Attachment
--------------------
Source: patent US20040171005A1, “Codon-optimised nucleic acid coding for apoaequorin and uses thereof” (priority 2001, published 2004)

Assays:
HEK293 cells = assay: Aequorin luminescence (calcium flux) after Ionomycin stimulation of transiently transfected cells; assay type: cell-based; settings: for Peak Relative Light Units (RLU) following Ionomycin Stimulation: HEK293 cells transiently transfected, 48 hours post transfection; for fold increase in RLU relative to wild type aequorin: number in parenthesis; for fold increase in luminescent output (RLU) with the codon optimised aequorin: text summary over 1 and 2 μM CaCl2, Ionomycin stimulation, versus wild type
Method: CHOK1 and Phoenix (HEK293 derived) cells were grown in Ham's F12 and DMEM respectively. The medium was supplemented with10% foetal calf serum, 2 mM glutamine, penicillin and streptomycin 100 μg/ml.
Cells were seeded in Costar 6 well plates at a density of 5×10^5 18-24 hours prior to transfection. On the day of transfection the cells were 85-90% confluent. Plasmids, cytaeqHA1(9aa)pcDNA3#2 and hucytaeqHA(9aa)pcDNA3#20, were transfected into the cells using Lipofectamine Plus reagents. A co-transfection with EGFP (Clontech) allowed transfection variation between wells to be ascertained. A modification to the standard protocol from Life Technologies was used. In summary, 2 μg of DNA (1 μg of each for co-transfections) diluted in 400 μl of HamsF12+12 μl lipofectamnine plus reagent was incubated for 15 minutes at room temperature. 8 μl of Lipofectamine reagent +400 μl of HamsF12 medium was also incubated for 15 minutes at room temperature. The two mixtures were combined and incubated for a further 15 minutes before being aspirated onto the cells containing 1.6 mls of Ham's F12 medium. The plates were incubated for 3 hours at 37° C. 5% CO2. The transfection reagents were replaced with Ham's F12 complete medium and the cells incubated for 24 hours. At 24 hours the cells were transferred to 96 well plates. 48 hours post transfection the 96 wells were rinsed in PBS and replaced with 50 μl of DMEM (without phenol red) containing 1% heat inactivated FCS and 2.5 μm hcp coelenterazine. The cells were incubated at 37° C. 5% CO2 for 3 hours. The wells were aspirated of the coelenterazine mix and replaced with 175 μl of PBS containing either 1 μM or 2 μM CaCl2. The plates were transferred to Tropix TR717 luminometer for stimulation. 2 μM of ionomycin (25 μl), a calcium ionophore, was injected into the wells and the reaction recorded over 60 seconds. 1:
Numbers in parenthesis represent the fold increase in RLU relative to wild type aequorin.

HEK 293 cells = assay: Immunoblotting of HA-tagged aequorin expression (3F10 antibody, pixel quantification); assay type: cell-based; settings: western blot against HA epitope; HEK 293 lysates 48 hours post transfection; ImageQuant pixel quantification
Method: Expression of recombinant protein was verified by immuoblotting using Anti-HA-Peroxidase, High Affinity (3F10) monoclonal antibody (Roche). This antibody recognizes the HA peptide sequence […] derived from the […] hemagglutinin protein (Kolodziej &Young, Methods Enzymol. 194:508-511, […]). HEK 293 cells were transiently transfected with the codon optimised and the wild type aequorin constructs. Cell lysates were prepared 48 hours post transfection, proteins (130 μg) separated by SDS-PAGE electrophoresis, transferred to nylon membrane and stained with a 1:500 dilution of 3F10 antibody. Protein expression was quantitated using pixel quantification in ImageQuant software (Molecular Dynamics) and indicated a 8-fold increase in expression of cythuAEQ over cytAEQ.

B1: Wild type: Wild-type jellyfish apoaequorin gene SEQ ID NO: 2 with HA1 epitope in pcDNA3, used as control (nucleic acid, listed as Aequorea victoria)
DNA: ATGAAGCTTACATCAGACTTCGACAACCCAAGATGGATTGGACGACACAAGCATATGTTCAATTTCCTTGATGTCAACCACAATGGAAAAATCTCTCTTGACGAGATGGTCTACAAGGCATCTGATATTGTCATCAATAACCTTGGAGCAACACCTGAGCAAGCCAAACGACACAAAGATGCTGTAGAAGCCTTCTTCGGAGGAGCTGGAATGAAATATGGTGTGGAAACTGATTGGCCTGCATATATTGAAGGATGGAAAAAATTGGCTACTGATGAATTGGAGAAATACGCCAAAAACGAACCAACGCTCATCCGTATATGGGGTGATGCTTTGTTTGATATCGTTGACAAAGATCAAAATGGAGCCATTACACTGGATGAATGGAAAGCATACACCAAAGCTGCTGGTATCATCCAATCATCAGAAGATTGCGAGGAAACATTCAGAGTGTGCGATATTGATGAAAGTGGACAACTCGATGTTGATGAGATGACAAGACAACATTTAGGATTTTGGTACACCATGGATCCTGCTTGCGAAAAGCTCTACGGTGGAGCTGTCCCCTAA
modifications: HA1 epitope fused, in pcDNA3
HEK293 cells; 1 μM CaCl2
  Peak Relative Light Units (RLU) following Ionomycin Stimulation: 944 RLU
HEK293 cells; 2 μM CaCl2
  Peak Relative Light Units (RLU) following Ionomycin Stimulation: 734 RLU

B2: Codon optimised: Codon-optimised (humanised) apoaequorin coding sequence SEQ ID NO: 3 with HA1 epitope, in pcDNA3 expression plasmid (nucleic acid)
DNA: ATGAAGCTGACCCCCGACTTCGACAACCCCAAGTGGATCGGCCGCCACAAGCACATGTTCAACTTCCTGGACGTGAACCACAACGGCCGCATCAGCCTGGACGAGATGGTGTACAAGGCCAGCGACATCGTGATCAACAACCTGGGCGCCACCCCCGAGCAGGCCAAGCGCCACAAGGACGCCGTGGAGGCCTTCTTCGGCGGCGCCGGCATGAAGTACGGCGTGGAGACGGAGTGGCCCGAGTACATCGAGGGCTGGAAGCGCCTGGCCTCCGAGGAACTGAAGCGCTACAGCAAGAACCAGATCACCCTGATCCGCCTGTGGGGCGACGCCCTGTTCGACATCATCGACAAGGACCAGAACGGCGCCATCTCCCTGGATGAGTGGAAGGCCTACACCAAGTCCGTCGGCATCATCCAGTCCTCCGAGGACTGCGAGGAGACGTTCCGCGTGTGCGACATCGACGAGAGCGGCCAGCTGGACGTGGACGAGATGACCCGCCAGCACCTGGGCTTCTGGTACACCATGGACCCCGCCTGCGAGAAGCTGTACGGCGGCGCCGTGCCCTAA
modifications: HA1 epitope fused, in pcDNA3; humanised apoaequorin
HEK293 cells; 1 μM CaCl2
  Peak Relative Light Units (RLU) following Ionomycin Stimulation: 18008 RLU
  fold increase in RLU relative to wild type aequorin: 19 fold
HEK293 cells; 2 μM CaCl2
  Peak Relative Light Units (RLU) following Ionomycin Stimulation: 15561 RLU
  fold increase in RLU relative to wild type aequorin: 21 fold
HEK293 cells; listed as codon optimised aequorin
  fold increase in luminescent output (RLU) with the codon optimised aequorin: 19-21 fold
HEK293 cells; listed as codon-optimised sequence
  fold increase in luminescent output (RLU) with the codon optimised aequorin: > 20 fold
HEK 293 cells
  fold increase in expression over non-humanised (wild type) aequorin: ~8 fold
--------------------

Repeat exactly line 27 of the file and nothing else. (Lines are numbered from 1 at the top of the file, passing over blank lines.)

HEK293 cells; listed as codon-optimised sequence